The Selk’Bag model I tested was their Original Recycled. They have several models to choose from, including ones for kids.

The Best Backpacking Food Ideas for Each Meal & Diet

With so many fancy food options out there, finding good, nourishing food that fits your diet can be challenging, even cooking in your kitchen at home! Throwing in a camping stove and a dirt-floor kitchen certainly doesn’t make things any easier. Below, find a collection of backpacking food ideas for your next overnight, three-day or thru-hike!

Recipe Ideas for Vegetarians

Breakfast:

Egg bombs! Beat some eggs, throw in your favorite omelette ingredients and throw it all in the oven in a muffin tin. You also could bake them in a pie crust for a mini-quiche. Eat them cold while on the run or throw them, foil and all, into a fire or over a stove to warm them up and eat from your sleeping bag!

Trusty instant oatmeal. When backpacking, I like to spice mine up with fresh fruit, nut butters, powdered milk (great for longer trips) and instant coffee when I really need some help. I also find the runnier it is, the less I mind the stickiness of instant oats.

backpacking food ideas peak refuel granola

Freeze-dried breakfast. Several days into a trip, another bowl of oatmeal can look like an uphill battle. So, I will occasionally treat myself. Peak Refuel makes a good strawberry granola (it has berries in a bag! Just add cold water), and many other brands make egg-based breakfasts worth trying.

Lunch:

Veggie cheese wraps. They got me through almost the entire Great Divide Mountain Bike Route. 2,700 miles of bell peppers, soft cheese and seasoning salt wrapped in a hearty tortilla. Of course, ingredients are limited by logistics, but we found cucumbers and bell peppers were robust enough for two to three days of wraps. A soft, white cheese is also important, as no one wants to eat a ¼ pound of cheddar for lunch.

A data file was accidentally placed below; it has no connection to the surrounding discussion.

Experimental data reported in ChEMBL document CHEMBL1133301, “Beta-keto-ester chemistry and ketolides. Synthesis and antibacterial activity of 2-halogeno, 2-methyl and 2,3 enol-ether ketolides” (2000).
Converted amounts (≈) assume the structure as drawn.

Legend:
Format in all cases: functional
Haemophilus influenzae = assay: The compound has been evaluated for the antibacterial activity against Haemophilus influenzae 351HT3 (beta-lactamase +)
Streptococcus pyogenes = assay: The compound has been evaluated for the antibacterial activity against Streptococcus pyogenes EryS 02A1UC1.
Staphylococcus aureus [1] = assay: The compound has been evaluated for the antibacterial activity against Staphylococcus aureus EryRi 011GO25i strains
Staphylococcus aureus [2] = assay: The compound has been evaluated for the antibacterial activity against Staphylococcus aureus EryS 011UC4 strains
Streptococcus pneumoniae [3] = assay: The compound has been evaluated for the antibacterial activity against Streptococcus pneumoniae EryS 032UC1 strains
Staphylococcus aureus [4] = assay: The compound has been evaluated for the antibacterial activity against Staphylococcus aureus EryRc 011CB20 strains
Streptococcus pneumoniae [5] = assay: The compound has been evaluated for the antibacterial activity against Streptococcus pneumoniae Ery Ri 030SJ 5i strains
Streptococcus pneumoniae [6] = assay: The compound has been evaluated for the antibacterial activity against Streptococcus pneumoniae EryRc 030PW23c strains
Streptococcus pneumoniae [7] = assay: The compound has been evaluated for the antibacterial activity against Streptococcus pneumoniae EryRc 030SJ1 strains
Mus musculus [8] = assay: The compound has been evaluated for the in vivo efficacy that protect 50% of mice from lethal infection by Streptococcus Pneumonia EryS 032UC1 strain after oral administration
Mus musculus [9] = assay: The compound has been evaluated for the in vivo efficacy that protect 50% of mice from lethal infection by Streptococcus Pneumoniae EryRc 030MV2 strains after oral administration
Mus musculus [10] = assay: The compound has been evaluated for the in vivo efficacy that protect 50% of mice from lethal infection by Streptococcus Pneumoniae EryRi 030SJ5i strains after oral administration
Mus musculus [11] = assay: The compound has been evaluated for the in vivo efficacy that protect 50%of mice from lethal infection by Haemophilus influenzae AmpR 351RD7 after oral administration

Leftovers. On the first day of any backcountry trip, I treat myself by reheating whatever leftovers I had in the fridge that morning. Hearty dinners are a favorite of mine, and the best backpacking food out there, so anything hard to cook on a camp stove can be a treat. Just reheat and eat.

Dinner:

Instant rice, refried beans, cheese and spinach. I try to keep my dinner simple to prepare and simple to cook. Cook the rice, dump everything in and enjoy all the major macronutrients and some fiber to boot. There are a thousand permutations on this one. Starch, protein, fat, green is my formula, and it rarely steers my wrong. I also find myself cracking eggs into just about everything. Just be careful when you pack the eggs! Plastic egg cradles work, but I find myself leaving them in the cardboard and swaddling them with clothes.

Vegan Backpacking Food Ideas

Breakfast:

Sweet porridge. We’ve all eaten enough oatmeal in our lives, so in the backcountry I mix it up. Common favorites are grits, halwa (made with semolina flour), and polenta. Adding additional fat, usually olive oil, and chia seeds keeps everything tasting like the yummy stuff I eat at home without all the heavy ingredients like coconut milk.

Lunch: